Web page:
The oppression of the people is something not generally heard of in America(depending on who you ask). But, is there an empire that oppressed their people and fell? Look no further than America’s parent country. The United Kingdom was once the greatest empire to span the globe. The sun supposedly never set on the British Empire. Great Britain was notorious for the abuses that those who weren’t British suffered under the rule of the U.K. These people included Indians, Africans, North Americans, and the Chinese just to name a few. The British set up influence in many of these countries, even using them as puppet states in the cases of India and Egypt, and in many of these cases the British didn’t care what happened to those who weren’t them, as long as they profited from their suffering, such as when they pumped Opium into China and then forced China to trade with them. The British even took Hong Kong as one of their own cities which is why Hong Kong is technically its own independent country, although it’s still considered a part of China.
The British abused these people for their own purposes of imperialistic expansion in the name of Queen Victoria. These used men from these countries in their armies as well, taking forced conscripts from India and Egypt. Now look at America. We might not force men into our armies that are from separate countries to do our fighting for us, (which is another issue entirely considering foreign wars we have no business being in) but we make many of them do our work for us for little to nothing. Take China and Vietnam for example, the people in these Communist countries are most likely given very little in exchange for making tons of items for American goods. We’ve forced our ideologies and our nationalism into places such as the Caribbean, especially Puerto Rico where we refuse to aid them after the hurricane that hit them earlier in 2017 due to them owing us so much money and them not paying. But, what would get them our aid? Them joining us as our fifty-first state would do nicely, but you don’t even have to look to our imperialism in the Puerto Rico, or the Middle East to look at the abuses of the people. Look right at home. People are living in poverty, clawing at whatever they can get their hands on and barely getting by because America can take advantage of its citizens for profit, which is what the current Trump Administration’s main goal appears to be. To get as much money from the people as possible and to give to the aristocrats and sycophants of Trump.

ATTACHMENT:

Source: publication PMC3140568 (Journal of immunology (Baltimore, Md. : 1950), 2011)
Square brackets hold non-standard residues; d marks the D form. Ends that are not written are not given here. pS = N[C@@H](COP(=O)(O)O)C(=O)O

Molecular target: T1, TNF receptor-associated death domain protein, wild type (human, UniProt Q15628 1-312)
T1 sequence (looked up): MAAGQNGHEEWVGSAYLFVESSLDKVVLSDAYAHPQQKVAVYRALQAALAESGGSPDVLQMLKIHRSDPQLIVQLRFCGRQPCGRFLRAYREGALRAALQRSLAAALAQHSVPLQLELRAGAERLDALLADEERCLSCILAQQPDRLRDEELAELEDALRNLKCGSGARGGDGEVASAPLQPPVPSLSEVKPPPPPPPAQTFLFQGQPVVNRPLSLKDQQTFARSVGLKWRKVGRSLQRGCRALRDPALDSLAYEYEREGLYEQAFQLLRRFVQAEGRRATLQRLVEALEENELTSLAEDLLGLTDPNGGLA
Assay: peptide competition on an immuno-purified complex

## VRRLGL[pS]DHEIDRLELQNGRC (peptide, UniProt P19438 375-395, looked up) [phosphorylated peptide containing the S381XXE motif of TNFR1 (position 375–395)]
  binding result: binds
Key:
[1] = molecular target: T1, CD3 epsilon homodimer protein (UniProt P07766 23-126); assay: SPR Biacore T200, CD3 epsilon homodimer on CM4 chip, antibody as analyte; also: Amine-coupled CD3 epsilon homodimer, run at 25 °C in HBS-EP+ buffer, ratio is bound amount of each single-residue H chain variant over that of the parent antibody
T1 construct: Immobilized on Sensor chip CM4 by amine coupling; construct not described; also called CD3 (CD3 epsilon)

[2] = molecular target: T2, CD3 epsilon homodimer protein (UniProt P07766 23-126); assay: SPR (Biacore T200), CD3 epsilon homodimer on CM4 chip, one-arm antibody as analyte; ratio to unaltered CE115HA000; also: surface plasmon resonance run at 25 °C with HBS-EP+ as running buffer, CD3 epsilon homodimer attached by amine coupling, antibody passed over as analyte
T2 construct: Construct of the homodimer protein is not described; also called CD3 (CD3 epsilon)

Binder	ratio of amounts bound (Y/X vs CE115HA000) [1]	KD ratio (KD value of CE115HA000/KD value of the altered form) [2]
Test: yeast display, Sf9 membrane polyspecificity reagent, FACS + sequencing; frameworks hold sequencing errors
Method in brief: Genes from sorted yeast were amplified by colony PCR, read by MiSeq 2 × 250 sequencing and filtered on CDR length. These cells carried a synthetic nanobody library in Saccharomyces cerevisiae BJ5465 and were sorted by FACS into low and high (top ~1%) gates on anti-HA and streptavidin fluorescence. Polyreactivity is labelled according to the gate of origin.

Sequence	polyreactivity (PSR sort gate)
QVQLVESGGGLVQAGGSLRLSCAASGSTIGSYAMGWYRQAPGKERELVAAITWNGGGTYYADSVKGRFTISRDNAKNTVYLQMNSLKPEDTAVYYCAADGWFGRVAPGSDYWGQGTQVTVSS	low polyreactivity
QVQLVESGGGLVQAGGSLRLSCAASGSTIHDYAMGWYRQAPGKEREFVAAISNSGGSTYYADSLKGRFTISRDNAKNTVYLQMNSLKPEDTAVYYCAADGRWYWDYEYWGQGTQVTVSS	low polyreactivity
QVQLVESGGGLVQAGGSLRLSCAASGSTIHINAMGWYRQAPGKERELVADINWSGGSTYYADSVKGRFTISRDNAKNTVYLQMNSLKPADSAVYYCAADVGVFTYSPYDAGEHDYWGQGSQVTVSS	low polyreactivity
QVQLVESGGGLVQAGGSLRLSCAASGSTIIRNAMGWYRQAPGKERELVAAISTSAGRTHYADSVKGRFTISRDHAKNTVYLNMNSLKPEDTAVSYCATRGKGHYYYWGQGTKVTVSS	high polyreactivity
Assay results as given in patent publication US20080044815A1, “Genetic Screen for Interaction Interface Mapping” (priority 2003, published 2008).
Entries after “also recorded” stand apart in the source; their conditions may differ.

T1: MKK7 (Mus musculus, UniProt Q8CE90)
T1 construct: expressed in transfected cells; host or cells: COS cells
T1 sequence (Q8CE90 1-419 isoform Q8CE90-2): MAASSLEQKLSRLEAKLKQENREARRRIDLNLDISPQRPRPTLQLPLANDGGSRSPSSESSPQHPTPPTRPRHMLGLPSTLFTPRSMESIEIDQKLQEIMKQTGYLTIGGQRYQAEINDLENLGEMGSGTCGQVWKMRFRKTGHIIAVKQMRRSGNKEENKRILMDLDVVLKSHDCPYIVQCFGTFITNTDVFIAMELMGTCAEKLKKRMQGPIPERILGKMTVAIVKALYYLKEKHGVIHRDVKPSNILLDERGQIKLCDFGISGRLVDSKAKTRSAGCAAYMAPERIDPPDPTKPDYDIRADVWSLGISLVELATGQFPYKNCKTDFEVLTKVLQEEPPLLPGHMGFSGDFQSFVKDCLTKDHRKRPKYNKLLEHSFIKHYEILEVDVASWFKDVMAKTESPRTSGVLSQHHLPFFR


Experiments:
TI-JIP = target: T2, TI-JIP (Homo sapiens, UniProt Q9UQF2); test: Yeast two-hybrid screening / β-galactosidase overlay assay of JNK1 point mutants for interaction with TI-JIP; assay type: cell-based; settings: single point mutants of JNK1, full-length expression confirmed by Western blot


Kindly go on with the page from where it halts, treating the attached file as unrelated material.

Now, is it too late for the American Empire? Maybe so, for as of recent developments in the G-7 Summit, President Trump decided to depart early in a summit that had helped keep order between industrialized countries and formed what we know nowadays as, “the west.” President Trump, unfortunately, is following the footsteps of many leaders that helped once great empires fall. Isolation of the empire, irrevocably bad political leadership, and what caused every empire to fall: putting themselves first. But, on a note of optimism, the American Empire doesn’t have to follow the same footsteps as the British, Ottoman, Byzantine, German, and Roman Empires. We can still turn around and fix what is broken. It’s not too late, all we need to do is look at history, see what we’re doing wrong, and attempt at the very least to fix it. Then, hopefully, we can work towards bettering the world instead of alienating our allies and walking towards the creeping division of the United States of America.